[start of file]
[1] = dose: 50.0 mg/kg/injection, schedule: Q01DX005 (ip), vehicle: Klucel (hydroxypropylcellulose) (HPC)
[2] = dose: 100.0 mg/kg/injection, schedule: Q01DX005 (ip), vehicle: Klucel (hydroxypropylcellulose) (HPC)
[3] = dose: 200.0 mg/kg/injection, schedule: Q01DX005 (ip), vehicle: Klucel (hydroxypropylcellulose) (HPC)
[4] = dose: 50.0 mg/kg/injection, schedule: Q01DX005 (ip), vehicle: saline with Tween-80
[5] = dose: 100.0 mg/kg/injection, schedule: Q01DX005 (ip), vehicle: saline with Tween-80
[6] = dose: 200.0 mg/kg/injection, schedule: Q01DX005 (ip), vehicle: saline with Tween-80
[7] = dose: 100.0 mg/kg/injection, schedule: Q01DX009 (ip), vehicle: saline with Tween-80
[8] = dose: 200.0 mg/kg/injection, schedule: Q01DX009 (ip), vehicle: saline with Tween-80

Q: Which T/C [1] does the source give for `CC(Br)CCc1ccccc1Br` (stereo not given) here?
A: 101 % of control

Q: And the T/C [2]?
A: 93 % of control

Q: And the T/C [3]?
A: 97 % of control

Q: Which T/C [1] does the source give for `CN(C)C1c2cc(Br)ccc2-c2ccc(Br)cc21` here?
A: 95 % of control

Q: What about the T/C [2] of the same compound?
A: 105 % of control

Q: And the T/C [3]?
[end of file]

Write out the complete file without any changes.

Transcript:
[1] = dose: 50.0 mg/kg/injection, schedule: Q01DX005 (ip), vehicle: Klucel (hydroxypropylcellulose) (HPC)
[2] = dose: 100.0 mg/kg/injection, schedule: Q01DX005 (ip), vehicle: Klucel (hydroxypropylcellulose) (HPC)
[3] = dose: 200.0 mg/kg/injection, schedule: Q01DX005 (ip), vehicle: Klucel (hydroxypropylcellulose) (HPC)
[4] = dose: 50.0 mg/kg/injection, schedule: Q01DX005 (ip), vehicle: saline with Tween-80
[5] = dose: 100.0 mg/kg/injection, schedule: Q01DX005 (ip), vehicle: saline with Tween-80
[6] = dose: 200.0 mg/kg/injection, schedule: Q01DX005 (ip), vehicle: saline with Tween-80
[7] = dose: 100.0 mg/kg/injection, schedule: Q01DX009 (ip), vehicle: saline with Tween-80
[8] = dose: 200.0 mg/kg/injection, schedule: Q01DX009 (ip), vehicle: saline with Tween-80

Q: Which T/C [1] does the source give for `CC(Br)CCc1ccccc1Br` (stereo not given) here?
A: 101 % of control

Q: And the T/C [2]?
A: 93 % of control

Q: And the T/C [3]?
A: 97 % of control

Q: Which T/C [1] does the source give for `CN(C)C1c2cc(Br)ccc2-c2ccc(Br)cc21` here?
A: 95 % of control

Q: What about the T/C [2] of the same compound?
A: 105 % of control

Q: And the T/C [3]?